March 20, 2019 | By Ivo H. Daalder

#AskIvo: What Do You Think about the Relationship between Trump and Kim?

 

The Hanoi summit between the United States and North Korea ended without an agreement on denuclearization. In this week's #AskIvo, Council President Ivo Daalder gives his take on the relationship between President Donald Trump and North Korean leader Kim Jong Un. Be sure to submit your question for the next episode on Twitter to @IvoHDaalder using #AskIvo.

#AskIvo: What Do You Think about the Relationship between Trump and Kim?

 

Transcript

Hi, I'm Ivo Daalder, the president of the Chicago Council on Global Affairs. This is #AskIvo, an opportunity where you get to ask me questions about global issues of concern to you.

Esther Alda asks on Instagram, “What do you think about the relationship between Trump and Kim. Is this trustful?”

That's a great question, Esther. You may recall that back in 2017 these two leaders were calling each other by name. Trump was calling Kim "Little Rocket Man," and Kim was calling Trump the old "dotard."

We've moved a long way from there. We've had in 2018, and just now in Hanoi, very intense meetings between these two leaders to try to resolve differences that have divided our two countries for more than 60 years. But we haven't resolved all those differences. And one of the realities about international diplomacy is that while personal relationships between leaders matter, what really matters is that the countries prepare those meetings in advance; that you have long negotiations of experts who sit down and try to work out the very big differences that exists between countries in a way that is to the benefit of both; and that when there are one or two issues left you try to make that happen at a higher level by the secretary of state or ultimately between presidents and leaders.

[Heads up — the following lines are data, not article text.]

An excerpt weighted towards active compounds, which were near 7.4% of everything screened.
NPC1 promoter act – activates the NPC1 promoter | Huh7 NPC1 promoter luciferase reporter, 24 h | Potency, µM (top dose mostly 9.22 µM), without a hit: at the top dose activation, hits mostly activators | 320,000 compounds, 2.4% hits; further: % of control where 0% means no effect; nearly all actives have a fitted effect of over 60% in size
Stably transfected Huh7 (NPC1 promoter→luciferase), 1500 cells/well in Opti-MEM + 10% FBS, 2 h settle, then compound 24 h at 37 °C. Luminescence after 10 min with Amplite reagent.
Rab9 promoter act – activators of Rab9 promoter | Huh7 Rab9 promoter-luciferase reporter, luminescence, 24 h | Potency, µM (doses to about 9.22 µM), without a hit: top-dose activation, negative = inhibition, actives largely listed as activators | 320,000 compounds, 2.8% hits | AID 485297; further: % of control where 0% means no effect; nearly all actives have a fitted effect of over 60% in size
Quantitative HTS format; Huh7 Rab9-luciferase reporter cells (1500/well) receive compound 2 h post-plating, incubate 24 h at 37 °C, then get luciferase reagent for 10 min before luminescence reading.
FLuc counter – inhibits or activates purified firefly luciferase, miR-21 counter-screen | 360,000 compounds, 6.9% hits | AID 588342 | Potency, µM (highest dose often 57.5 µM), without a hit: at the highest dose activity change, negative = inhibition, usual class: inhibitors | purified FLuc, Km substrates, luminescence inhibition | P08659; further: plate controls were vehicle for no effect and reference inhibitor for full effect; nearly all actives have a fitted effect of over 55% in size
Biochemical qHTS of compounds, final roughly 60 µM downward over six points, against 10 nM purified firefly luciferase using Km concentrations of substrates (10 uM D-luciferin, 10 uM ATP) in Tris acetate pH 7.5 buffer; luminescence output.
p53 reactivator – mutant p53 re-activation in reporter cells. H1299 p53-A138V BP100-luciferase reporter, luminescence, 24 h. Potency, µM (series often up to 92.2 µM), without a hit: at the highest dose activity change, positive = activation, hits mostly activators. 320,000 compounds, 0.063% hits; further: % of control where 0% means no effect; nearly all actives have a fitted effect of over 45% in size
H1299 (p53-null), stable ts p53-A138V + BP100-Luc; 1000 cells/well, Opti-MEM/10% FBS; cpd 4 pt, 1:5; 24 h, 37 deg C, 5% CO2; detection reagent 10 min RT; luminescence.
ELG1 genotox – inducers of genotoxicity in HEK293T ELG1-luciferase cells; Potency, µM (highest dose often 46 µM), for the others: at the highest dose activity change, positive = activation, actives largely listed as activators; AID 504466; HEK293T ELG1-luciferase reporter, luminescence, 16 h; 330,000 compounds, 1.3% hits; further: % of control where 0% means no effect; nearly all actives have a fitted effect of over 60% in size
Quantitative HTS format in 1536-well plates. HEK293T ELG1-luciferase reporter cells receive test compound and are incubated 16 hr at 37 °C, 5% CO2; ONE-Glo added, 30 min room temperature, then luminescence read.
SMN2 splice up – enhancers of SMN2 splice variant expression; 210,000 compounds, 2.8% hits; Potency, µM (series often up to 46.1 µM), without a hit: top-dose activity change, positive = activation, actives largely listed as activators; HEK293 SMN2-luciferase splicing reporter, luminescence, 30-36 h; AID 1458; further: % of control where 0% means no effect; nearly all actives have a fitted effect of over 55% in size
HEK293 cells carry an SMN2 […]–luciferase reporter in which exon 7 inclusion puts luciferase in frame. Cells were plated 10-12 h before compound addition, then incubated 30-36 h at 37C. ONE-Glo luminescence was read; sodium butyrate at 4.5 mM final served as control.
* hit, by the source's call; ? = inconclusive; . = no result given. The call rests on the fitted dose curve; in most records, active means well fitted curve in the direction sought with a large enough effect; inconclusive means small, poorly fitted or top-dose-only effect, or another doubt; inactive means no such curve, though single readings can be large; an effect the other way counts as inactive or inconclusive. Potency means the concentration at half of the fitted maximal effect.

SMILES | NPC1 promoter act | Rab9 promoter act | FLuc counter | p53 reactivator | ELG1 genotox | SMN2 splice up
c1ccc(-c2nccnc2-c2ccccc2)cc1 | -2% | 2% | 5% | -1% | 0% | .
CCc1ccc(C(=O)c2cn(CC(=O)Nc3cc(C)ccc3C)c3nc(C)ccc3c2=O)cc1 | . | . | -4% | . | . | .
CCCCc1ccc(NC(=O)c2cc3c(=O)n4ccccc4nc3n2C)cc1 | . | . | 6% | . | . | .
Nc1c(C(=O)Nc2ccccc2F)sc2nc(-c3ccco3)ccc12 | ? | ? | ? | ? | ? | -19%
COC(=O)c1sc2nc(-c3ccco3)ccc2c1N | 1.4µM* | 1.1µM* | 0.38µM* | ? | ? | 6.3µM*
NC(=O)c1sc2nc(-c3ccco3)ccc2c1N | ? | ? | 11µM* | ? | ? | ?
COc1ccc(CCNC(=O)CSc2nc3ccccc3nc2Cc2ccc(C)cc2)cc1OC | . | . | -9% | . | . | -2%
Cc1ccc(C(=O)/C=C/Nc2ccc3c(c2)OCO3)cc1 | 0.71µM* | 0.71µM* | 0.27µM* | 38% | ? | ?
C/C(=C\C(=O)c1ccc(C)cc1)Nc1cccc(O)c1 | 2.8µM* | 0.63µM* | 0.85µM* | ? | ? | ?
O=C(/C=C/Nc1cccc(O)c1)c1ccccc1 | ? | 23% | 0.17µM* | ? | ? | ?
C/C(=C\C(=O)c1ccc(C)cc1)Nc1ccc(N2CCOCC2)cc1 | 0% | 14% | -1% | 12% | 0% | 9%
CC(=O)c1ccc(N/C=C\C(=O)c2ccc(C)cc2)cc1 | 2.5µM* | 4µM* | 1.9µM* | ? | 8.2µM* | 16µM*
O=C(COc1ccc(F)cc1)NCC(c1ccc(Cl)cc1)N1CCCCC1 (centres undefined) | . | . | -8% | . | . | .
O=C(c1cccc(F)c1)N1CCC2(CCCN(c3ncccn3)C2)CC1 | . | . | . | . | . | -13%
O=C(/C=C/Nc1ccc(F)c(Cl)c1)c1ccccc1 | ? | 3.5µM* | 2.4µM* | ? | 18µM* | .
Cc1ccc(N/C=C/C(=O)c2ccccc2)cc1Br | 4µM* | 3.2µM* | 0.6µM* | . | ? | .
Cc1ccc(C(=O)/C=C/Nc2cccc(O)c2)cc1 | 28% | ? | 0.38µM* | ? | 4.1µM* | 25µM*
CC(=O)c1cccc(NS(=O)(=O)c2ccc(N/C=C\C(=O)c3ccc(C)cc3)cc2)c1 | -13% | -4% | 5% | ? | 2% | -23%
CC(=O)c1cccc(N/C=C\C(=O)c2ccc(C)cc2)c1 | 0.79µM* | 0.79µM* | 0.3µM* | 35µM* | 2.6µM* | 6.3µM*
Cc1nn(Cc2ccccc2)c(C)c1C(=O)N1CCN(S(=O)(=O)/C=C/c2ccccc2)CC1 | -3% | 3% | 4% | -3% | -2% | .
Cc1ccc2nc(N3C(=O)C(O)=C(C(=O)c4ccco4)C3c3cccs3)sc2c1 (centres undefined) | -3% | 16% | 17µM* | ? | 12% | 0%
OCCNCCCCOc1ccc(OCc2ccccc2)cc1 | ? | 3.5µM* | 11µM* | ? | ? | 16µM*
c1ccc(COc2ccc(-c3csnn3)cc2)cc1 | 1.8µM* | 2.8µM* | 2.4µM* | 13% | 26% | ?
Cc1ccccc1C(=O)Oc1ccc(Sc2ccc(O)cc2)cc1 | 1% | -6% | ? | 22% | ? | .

What Donald Trump tied to do was to reverse the way in which this normally happens, to try to open up the negotiations by having a leadership meeting at the highest level. But the hard work of diplomacy where different sides come together to sit at the table and work out their differences still needs to go on. We will now have an opportunity to do that and hopefully, step-by-step get to a place where the relationship between our two countries improves economically, politically, and above all militarily.

Thanks for tuning in. Want to ask me a question? Shoot me a tweet with the hashtag #AskIvo.

About

The Chicago Council on Global Affairs is an independent, nonpartisan organization that provides insight – and influences the public discourse – on critical global issues. We convene leading global voices and conduct independent research to bring clarity and offer solutions to challenges and opportunities across the globe. The Council is committed to engaging the public and raising global awareness of issues that transcend borders and transform how people, business, and governments engage the world.

The Chicago Council on Global Affairs is an independent, nonpartisan organization. All statements of fact and expressions of opinion in blog posts are the sole responsibility of the individual author(s) and do not necessarily reflect the views of the Council.

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